HERAT: The Taliban launched an offensive on Friday against a key city in western Afghanistan, authorities said, the latest in a wave of attacks while the United States pushes for an agreement that allows it to begin withdrawing troops.
The fight began early in the morning when insurgents briefly seized an Afghan army recruitment center in the city of Farah, the capital of Farah province.
Afghan forces, with the support of the United States, were able to push back the combatants a few hours later, said Farah police spokesman Mohibullah Mohib.
"Helicopters with the cooperation of (US) troops launched air strikes and bombed Taliban positions in the city of Farah," he said.
"The Taliban have been expelled from the city, but the fight continues outside." He said 10 Taliban fighters had died, along with an Afghan paramilitary police officer.
Farah province, a remote region of poppy cultivation that borders Iran, has been the scene of intense fighting in recent years, and it has long been feared that its capital will be vulnerable.
In May of last year, the Taliban made a great attempt to capture the city of Farah, but were eventually expelled by Afghan and US forces.
US Army colonel Sonny Leggett, a spokesman for US forces in Afghanistan, said Friday that US assistance to Afghan forces was ongoing.
"We continue to support our ANDSF partners while thwarting the Taliban attack on Farah," he said, using the abbreviation for the Afghan police and army.
Taliban spokesman Qari Yousuf Ahmadi had previously said a "mass operation" was under way.
The Taliban have been intensifying their operations in recent days, even while negotiating with Washington an agreement that would see the United States withdraw troops from Afghanistan in exchange for several security guarantees.
On Saturday, the group tried to seize the provincial capital of Kunduz, in the north, and sporadic fighting continued on the outskirts throughout the week.
And on Sunday, they launched an operation in the city of Pul-e Khumri, the capital of the neighboring province of Baghlan.
The capital, Kabul, has also been shaken by consecutive bombings this week that have claimed dozens of lives.
Farah provincial governor Mohammad Shoaib Sabet said that 15 people were injured, citing local hospitals, and said that air strikes had been carried out against the militant group. Small clashes continued in the city, he said. A Farah resident, Shams Noorzai, said the Taliban took an army recruitment center and set it on fire. All the stores had closed, he said, and some people were trying to run away. Later, the governor said security forces had retaken the recruitment center.
Ghani postpones trip to the US UU.
The president of Afghanistan postponed a planned visit to Washington early next week to discuss talks between the United States and the Taliban about the end of the longest US war, a person familiar with the negotiations said on Friday.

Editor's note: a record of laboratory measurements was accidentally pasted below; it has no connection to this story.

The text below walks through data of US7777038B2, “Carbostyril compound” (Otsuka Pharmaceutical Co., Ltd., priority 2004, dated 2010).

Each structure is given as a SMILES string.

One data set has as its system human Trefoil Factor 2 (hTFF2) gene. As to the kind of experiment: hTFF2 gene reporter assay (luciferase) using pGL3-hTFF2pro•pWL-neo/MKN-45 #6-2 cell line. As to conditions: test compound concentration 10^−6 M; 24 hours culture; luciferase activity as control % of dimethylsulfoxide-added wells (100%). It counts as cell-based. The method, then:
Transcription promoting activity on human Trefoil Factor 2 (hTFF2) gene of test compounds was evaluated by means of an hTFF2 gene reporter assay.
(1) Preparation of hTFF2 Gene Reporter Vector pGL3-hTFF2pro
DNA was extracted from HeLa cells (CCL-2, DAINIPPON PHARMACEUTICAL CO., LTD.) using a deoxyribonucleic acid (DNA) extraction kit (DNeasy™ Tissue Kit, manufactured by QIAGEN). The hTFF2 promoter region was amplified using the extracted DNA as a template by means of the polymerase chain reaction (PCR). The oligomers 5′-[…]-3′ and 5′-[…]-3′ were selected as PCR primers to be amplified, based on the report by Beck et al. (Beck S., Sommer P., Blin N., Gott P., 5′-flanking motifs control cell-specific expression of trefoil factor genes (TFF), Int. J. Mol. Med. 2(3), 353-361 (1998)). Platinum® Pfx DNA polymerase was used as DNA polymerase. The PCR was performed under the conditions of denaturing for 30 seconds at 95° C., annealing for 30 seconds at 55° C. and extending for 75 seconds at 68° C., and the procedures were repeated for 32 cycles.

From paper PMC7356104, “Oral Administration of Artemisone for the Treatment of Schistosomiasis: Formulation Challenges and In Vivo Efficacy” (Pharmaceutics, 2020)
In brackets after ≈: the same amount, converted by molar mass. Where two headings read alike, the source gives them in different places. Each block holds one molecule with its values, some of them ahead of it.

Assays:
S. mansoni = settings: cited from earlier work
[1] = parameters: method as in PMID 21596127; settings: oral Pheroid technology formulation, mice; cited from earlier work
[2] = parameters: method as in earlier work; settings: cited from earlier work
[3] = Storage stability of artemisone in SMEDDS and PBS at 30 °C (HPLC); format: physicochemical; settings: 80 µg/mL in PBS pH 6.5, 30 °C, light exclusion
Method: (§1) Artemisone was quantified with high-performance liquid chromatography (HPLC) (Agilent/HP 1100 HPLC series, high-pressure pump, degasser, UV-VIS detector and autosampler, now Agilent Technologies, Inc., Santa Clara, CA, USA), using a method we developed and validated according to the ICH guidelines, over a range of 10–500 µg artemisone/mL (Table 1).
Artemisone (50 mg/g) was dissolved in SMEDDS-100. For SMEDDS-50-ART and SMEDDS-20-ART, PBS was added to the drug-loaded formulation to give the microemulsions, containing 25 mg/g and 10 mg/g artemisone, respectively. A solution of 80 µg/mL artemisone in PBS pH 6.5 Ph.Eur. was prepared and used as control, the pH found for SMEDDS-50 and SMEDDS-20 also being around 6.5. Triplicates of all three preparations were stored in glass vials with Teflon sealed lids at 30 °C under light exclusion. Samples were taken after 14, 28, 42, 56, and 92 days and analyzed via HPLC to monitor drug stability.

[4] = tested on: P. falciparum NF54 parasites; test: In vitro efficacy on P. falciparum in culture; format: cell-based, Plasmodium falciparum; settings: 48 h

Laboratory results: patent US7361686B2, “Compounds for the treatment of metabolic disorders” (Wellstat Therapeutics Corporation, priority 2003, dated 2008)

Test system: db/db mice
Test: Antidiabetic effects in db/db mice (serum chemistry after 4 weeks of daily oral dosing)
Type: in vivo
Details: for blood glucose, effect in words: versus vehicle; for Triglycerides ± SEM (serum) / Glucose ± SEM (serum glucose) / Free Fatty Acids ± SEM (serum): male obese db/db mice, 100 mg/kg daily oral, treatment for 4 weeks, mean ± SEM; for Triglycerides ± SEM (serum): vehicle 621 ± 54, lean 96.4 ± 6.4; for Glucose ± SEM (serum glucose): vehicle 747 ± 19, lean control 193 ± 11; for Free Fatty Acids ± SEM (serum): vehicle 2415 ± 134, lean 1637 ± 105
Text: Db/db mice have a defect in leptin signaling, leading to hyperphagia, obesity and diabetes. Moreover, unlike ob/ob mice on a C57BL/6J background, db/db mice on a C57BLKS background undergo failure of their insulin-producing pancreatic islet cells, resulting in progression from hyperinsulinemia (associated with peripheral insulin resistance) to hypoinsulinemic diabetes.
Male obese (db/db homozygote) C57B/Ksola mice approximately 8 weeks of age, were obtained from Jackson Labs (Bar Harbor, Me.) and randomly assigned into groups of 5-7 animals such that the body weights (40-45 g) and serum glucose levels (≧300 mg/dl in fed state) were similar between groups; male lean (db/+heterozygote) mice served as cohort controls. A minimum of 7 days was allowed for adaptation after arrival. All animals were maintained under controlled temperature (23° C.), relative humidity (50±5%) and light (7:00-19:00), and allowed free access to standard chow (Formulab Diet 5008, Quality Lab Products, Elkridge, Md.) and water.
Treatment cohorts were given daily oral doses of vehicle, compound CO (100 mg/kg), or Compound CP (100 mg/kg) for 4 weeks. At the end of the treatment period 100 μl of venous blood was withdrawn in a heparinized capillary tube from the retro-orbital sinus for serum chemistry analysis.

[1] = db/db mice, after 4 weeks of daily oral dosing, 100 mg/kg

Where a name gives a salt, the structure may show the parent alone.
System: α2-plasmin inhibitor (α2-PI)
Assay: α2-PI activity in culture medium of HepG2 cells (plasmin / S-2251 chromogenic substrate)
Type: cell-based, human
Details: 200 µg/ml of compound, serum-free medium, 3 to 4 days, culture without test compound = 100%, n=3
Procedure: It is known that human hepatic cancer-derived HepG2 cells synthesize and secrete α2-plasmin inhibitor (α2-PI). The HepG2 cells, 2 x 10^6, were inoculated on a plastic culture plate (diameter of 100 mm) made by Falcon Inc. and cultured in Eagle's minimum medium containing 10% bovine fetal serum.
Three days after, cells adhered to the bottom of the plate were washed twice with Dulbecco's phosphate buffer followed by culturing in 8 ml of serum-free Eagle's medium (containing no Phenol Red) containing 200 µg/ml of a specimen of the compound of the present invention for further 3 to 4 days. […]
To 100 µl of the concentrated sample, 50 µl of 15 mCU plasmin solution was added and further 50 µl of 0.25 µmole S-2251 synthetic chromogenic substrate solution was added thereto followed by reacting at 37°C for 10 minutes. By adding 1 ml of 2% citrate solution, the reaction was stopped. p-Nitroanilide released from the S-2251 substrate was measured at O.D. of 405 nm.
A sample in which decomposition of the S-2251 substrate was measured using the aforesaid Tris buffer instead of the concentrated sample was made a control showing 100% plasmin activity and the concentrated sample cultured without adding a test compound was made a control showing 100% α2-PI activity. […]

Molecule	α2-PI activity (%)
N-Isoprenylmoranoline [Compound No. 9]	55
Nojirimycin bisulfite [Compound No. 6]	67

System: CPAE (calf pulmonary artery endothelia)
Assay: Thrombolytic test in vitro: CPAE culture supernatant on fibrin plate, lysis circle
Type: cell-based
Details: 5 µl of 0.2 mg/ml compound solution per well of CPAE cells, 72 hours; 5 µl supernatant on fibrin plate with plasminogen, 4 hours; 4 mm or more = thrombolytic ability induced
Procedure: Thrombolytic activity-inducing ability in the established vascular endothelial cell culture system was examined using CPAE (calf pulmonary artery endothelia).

The development arose after the US envoy. UU. Negotiating with the Taliban, Zalmay Khalilzad, returned abruptly to Qatar to start unexpected talks with the insurgents about the agreement he described as complete a few days ago. The agreement "in principle" to begin a withdrawal of US troops only needed the approval of President Donald Trump, Khalilzad said Monday.
It was not immediately clear why President Ashraf Ghani's visit was postponed.
Since Khalilzad's announcement, two horrific Taliban bomb attacks in the Afghan capital, Kabul, one of which killed an American service member and objections to the agreement by the Afghan government and several former US ambassadors in Afghanistan have pressured Khalilzad, as many wonder if an agreement will really bring peace.
The Taliban have explained their increase in deadly attacks, even in the capitals of the northern provinces of Kunduz and Baghlan last weekend, as necessary, to give them a stronger negotiating position in talks with the US. UU., A position that has horrified Afghans and others while dozens of civilians die. .
The Afghan president was excluded from negotiations between the United States and the Taliban, and during Khalilzad's visit to Kabul this week, Ghani was shown the agreement, but was not allowed to keep it. The Taliban have rejected negotiations with the Afghan government, seeing him as a puppet of the United States, although he has expressed his willingness to meet with Afghan officials in a personal capacity.
This week, the Ghani government raised objections to the agreement, echoing the concerns of former US ambassadors that a total withdrawal of US troops moves too quickly and without requiring the Taliban to meet certain conditions, such as reducing violence , could lead to a "total civil war." like the one that enveloped the country in the 1990s after a rapid Soviet withdrawal and before the Taliban came to power.
Posted in Dawn, September 7, 2019